Find the food connection…

וַיַּעֲשׂוּ כָל-חֲכַם-לֵב בְּעֹשֵׂי הַמְּלָאכָה, אֶת-הַמִּשְׁכָּן--עֶשֶׂר יְרִיעֹת: שֵׁשׁ מָשְׁזָר, וּתְכֵלֶת וְאַרְגָּמָן וְתוֹלַעַת שָׁנִי--כְּרֻבִים מַעֲשֵׂה חֹשֵׁב, עָשָׂה אֹתָם

And every wise hearted man among them that did the work of the tabernacle made ten curtains of fine twined linen, and blue, and purple and scarlet; into these they worked a design of cherubim.

--Ex. 36:8

K’ruvim-cabbages!
The Hebrew word for cherubim is k’ruvim which made me think of k’ruv or cabbage. Using two members of the cabbage family in the recipe suggests k’ruvim.

Food for Thought

This parasha is about the Tabernacle in the desert and not the Temple built by Solomon, but my thoughts drifted to the construction of the Temple as I reread Vayak’heil-P'kudei. Both the Temple and Tabernacle were unique building projects with very specific guidelines.

On one of my trips to Israel, my cousin-the-former-tour-guide told me I had to see a new museum in the Jewish Quarter of the Old City of Jerusalem. A museum! History!—I was up and ready to go early the next morning. We headed to a small museum called The Museum of the Temple Implements (http://www.temple.org.il) where artisans had fashioned all the tools needed for the Temple according to the directions given to Shlomo (Solomon). It was eerie to see models of what had only been a set of directions in my mind. They had shape and form. It didn’t take long, though, for me to begin to think about the political implications—everything is ready to go for the third temple except that the space is currently occupied. Do we want a Third Temple? This is some genuine food for thought.



 

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A Dash of Hebrew
Is the Hebrew root for Cherub and cabbage the same? In Hebrew the words are spelled exactly the same (k’ruv). What do your Shabbat guests think? For a discussion online, see http://www.balashon.com/2007/07/kruv.html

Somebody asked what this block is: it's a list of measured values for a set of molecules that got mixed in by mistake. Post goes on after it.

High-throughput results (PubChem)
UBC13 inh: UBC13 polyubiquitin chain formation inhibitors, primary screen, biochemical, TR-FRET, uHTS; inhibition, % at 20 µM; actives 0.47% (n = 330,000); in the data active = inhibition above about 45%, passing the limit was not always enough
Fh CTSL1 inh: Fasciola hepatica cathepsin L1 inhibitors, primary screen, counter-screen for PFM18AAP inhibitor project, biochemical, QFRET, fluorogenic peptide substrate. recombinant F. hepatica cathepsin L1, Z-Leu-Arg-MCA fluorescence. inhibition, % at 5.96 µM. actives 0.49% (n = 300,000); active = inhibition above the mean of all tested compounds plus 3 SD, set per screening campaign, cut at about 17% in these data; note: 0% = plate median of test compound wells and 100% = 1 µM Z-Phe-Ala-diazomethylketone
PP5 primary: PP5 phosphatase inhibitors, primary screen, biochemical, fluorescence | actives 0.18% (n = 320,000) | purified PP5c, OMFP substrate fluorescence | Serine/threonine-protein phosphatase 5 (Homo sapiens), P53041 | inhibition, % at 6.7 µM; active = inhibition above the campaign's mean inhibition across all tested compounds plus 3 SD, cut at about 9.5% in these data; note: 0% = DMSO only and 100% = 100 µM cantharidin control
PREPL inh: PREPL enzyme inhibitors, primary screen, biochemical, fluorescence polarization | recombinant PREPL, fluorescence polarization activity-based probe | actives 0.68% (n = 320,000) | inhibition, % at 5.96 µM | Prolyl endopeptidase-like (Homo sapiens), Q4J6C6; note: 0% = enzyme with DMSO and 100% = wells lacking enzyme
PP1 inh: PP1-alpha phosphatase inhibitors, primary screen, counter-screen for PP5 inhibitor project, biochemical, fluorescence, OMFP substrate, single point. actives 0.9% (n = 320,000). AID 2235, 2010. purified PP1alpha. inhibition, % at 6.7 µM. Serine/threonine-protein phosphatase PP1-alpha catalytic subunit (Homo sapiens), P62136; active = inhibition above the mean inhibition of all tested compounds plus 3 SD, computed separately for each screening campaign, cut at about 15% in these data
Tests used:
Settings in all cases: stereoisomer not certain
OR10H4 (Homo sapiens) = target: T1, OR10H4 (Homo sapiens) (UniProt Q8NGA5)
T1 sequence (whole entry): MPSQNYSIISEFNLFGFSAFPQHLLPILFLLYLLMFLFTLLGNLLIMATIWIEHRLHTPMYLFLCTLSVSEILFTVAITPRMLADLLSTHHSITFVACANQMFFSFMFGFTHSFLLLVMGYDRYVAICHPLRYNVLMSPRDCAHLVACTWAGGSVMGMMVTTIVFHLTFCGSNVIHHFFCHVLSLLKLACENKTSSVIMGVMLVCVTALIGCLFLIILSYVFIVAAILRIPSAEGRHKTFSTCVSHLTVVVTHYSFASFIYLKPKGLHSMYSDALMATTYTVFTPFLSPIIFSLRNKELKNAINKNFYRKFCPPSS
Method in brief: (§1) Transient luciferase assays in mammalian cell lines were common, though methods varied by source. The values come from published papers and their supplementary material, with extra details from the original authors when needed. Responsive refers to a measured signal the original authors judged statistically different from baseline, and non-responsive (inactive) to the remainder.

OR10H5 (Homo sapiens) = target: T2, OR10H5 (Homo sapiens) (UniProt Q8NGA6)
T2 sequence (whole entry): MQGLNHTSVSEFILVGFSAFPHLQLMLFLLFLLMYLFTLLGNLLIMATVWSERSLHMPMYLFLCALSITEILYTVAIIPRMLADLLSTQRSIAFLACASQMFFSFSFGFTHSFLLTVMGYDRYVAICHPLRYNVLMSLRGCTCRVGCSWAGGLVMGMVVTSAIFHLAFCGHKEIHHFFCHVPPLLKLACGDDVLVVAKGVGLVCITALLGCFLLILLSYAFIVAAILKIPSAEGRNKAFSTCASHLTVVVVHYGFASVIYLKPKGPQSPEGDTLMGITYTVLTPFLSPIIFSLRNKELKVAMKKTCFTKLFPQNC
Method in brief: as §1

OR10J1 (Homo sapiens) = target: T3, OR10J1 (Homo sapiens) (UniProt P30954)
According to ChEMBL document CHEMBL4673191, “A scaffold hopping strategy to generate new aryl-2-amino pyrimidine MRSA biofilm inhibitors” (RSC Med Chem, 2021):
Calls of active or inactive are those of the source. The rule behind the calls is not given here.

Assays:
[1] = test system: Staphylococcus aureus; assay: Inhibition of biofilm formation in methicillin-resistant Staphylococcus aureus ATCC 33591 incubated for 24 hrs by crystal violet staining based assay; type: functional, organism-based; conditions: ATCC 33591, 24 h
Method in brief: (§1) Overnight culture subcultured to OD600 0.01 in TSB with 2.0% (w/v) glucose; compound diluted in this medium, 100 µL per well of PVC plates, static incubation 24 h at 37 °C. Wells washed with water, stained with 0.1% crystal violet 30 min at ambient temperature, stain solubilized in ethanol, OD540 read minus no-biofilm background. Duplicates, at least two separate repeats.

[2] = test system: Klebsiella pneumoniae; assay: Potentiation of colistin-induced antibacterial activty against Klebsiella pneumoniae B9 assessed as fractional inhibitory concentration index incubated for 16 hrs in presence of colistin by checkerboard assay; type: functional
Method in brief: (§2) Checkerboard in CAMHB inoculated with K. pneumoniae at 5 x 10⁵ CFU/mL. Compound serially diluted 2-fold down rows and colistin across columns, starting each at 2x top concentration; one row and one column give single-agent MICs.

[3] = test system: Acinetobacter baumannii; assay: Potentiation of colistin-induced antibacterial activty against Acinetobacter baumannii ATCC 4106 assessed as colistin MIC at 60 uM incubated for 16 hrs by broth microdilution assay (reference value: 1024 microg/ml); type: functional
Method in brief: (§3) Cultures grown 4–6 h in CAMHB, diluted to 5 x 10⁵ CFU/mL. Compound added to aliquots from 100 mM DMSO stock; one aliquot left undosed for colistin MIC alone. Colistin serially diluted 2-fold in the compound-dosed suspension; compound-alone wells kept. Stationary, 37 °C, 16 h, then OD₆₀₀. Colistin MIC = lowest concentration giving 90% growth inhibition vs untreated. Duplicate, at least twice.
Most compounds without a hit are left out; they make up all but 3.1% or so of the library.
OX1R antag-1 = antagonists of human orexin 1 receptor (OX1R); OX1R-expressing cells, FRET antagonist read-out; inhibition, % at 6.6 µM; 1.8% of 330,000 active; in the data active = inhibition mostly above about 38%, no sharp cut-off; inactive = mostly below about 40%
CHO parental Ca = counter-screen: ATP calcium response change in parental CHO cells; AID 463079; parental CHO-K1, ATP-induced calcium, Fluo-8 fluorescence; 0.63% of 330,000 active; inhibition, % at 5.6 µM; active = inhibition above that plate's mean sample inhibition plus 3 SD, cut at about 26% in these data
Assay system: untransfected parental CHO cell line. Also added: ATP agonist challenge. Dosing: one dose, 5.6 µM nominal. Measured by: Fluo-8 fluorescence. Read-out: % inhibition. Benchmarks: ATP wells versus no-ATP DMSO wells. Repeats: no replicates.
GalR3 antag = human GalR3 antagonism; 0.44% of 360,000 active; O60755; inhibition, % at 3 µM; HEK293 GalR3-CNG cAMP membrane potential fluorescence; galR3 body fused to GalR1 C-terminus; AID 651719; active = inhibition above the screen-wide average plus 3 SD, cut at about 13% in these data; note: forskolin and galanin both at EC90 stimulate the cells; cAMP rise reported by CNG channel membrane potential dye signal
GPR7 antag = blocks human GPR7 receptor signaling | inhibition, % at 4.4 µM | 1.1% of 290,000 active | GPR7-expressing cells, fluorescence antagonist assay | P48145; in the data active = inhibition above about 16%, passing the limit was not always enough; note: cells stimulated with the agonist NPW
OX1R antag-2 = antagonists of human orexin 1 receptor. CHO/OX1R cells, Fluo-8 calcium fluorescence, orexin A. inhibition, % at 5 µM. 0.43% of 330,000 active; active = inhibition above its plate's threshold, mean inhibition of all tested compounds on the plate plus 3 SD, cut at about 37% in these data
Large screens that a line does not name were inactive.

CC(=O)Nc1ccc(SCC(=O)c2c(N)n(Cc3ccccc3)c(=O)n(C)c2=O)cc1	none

A Dash of Artistic Reconstruction
To see images of the vessels described in this parasha, you can view the website: www.templeinstitute.org/mishkan.htm

A Dash of Name Origin
Bezalel’s genealogy is listed in Vayak’heil, Exodus 35: 30. He is the son of Uri, the son of Hur, of the tribe of Judah. What do you know about the tribe of Judah that makes it noteworthy to mention? Bezalel’s name means “in the shadow of God.” Can your guests create a midrash based on Bezalel's name and genealogy?

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Crispy Cabbage Salad with Tahini Dressing
Pareve and gluten free--serves 6 to 8                            rsz 10 vayakheil cabbage salad copy copy

Ingredients for salad

  • 3 cups coarsley shredded cabbage
  • 1 julienned green pepper
  • 1 carrot, shredded
  • 4 baby bok choy cut on the diagonal
  • Sprouts (optional)
  • Sesame seeds
  • 1 bunch of green onions, cut on the diagonal, white and green part

Ingredients for Dressing

  • 3 oz. tofu
  • 1/3 cup tahini
  • 1 Tblsp. sesame oil
  • 2 cloves garlic, minced
  • 3 Tblsp. rice vinegar
  • 1/4 cup water
  • 1/4 cup soy sauce
  • 2 Tblsp. honey
  • 1/2 tsp. freshly grated ginger
  • pinch of cayenne pepper

 

Directions

  1. Mix cabbage, green pepper, carrot, and baby bok choy in a large salad bowl.
  2. Mix salad dressing ingredients together in food processor until smooth.
  3. Dress salad and top with sprouts, sprinkle with sesame seeds and green onions.